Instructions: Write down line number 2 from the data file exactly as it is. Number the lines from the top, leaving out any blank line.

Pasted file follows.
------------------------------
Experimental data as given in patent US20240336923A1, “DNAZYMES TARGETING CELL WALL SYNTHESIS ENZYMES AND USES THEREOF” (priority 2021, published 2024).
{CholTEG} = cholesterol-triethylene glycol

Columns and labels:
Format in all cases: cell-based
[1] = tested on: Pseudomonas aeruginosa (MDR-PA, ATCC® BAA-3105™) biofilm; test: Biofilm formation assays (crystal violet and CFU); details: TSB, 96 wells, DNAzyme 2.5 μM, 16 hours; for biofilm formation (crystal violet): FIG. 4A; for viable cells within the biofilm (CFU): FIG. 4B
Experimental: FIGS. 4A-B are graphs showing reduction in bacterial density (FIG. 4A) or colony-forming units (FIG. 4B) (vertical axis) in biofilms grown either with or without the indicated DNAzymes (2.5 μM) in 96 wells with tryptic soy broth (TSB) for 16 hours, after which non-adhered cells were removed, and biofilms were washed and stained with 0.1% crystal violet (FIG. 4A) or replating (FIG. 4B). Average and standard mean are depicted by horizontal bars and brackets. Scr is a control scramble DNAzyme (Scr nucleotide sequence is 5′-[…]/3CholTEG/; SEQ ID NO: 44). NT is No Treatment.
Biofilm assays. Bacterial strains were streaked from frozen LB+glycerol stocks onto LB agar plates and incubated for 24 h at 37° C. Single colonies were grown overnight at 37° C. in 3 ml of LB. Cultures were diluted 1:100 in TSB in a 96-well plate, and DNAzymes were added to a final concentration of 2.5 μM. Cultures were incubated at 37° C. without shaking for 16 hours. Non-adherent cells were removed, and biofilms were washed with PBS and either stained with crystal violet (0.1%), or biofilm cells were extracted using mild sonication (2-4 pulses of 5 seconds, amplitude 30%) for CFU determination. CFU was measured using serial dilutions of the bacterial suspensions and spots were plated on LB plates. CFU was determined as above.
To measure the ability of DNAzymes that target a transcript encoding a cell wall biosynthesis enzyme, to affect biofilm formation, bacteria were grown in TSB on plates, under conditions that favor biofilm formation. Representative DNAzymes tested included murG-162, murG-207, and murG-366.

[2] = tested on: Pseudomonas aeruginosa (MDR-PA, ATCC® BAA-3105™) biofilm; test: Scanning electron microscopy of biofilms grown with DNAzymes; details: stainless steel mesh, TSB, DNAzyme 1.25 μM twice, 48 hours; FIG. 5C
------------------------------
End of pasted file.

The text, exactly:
{CholTEG} = cholesterol-triethylene glycol